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Subfamily Campopleginae

ID Please - Charops annulipes Wasp  - Bathyplectes - female ichneumon wasp - Dusona - female small black wasp with red and white on abdomen  - male Ichneumonid? - Dusona - female Cymodusa? - Cymodusa distincta - female Ichneumonidae - male
Kingdom Animalia (Animals)
Phylum Arthropoda (Arthropods)
Subphylum Hexapoda (Hexapods)
Class Insecta (Insects)
Order Hymenoptera (Ants, Bees, Wasps and Sawflies)
No Taxon ("Parasitica" - Parasitoid Wasps)
Superfamily Ichneumonoidea (Braconid and Ichneumonid Wasps)
Family Ichneumonidae (Ichneumonid Wasps)
Subfamily Campopleginae
Explanation of Names
Förster, 1869
over 500 spp. in 38 genera north of Mexico; 67 genera worldwide(1)(2)
Life Cycle
Endoparasitoids. Examples of cocoons
They are koinobiont endoparasitoids; hosts are mostly Lepidoptera, Symphyta and a few attack Coleoptera. (Koinobionts allow for further host development to occur before the host is destroyed. Koinobiont endoparasitism allows the parasitoid to oviposit inside conspicuous hosts, while using the host's pupation concealment to secure continued development.)
Females of this subfamily inject POLYDNAVIRUSES into the host during oviposition. These virus particles compromise the host immune system, protecting the parasitoid progeny. Click here for more information on this fascinating example of mutualism.
"Gauld (1984) writes about certain campoplegines that emerge from the host before it reaches the final instar: 'the parasite generally spins a characteristic greyish or blotched cocoon attached to the host’s food plant. In such a situation the cocoon is particularly vulnerable to being secondarily parasitized by small phygaduontines and pimplines. Consequently campoplegines have adopted a number of ruses to avoid parasites. Some species (e.g. Charops) suspend their cocoon from the plant by a long thread and many also have black and white blotched cocoons that resemble bird droppings. Some other species construct a false cocoon above the real one whilst the mature larvae of a few genera (e.g. Spudastica and some Phobocampe) are able to cause their cocoons to jump.'" - quoted from correspondence with Dr. Andrew Bennett, Curator of Hymenoptera, Canadian National Collection of Insects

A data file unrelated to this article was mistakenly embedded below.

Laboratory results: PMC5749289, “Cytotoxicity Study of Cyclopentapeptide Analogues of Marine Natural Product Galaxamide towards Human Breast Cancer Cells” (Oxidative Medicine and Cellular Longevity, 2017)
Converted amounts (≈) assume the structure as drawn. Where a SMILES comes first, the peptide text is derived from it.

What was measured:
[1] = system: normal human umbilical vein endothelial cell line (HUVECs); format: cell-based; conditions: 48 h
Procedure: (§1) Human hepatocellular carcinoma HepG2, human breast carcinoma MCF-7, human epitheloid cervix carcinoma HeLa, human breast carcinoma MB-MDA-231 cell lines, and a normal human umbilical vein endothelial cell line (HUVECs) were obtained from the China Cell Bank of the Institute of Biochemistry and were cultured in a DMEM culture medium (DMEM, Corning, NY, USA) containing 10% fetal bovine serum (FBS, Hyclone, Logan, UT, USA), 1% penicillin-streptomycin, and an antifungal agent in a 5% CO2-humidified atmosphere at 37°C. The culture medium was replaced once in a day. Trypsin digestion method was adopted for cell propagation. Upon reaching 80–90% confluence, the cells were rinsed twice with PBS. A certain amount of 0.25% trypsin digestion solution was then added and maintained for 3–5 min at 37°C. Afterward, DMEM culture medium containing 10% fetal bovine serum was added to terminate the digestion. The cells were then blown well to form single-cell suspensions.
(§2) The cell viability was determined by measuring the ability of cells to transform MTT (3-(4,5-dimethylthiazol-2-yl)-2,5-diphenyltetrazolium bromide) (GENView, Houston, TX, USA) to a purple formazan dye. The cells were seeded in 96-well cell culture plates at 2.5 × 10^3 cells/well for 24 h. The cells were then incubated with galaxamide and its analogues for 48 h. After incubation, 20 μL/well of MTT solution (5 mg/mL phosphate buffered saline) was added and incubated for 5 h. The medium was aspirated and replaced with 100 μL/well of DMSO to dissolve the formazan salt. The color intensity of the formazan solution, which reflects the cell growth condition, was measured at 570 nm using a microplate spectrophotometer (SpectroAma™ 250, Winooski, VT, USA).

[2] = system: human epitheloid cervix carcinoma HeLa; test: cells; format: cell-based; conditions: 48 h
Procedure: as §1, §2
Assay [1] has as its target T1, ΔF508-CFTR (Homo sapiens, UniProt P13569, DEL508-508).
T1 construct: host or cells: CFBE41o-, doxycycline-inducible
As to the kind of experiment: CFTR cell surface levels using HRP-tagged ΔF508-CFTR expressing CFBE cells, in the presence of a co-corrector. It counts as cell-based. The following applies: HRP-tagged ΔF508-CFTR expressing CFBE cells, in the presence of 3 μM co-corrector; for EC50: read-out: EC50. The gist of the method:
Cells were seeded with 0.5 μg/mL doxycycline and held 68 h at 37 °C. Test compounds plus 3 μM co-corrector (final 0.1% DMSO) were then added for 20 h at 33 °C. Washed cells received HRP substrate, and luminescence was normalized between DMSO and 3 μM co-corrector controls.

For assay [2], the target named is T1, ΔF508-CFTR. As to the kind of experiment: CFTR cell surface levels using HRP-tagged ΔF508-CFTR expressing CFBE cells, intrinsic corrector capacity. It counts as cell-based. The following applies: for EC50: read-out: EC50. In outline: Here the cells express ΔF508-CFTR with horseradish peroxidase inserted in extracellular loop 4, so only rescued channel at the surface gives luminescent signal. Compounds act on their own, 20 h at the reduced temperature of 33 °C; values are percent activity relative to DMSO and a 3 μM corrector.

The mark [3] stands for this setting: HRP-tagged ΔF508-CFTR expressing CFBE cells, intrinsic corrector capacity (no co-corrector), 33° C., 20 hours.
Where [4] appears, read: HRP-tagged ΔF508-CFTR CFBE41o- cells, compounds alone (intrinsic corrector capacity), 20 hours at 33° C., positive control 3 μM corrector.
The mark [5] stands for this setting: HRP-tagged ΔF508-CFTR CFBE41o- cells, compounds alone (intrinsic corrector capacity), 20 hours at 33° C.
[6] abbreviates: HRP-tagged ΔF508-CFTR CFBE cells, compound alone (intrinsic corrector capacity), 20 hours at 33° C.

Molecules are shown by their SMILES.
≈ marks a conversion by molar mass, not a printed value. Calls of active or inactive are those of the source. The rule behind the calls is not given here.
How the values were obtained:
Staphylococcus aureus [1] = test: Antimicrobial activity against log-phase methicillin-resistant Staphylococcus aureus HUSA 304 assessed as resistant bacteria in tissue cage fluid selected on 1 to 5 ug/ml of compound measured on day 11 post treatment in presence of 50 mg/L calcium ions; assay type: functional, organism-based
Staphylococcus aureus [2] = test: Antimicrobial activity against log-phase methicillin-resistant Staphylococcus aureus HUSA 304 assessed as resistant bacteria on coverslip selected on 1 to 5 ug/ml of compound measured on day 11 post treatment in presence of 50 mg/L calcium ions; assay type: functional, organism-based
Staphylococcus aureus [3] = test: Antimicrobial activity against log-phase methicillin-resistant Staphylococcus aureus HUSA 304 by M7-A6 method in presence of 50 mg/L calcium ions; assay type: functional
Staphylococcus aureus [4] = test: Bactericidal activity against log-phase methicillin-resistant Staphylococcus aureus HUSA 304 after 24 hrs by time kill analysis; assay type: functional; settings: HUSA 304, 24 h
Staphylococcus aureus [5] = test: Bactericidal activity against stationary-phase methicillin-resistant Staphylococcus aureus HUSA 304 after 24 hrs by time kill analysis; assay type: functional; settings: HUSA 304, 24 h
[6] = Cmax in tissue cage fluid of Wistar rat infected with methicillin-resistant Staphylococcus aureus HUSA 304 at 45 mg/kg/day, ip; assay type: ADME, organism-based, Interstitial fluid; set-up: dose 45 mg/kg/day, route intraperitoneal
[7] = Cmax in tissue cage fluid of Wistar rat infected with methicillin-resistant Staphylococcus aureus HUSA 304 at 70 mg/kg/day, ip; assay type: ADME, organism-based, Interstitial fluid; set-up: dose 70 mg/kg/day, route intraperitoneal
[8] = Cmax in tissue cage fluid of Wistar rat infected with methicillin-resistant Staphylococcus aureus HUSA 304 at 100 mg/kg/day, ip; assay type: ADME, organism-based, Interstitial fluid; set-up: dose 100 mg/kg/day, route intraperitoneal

A further note from Andrew Bennett, regarding species level identification of Campopleginae: "most genera have no keys to species, and so the only way to identify specimens is with reference to type specimens... some genera have more than 100 described Nearctic species."
Print References
Gauld, I.D. 1984. An introduction to the Ichneumonidae of Australia. British Museum (Natural History) Publication 895. 413 pp.
Shaw, M.R. & R.R. Askew. 1983. Parasites. Chapter 2 in Heath, J (Editor): The Moths and Butterflies of Great Britain and Ireland. Volume 1 Micropterigidae - Heliozelidae. Harley Books. pp.24-56 [many photos of cocoons]
Internet References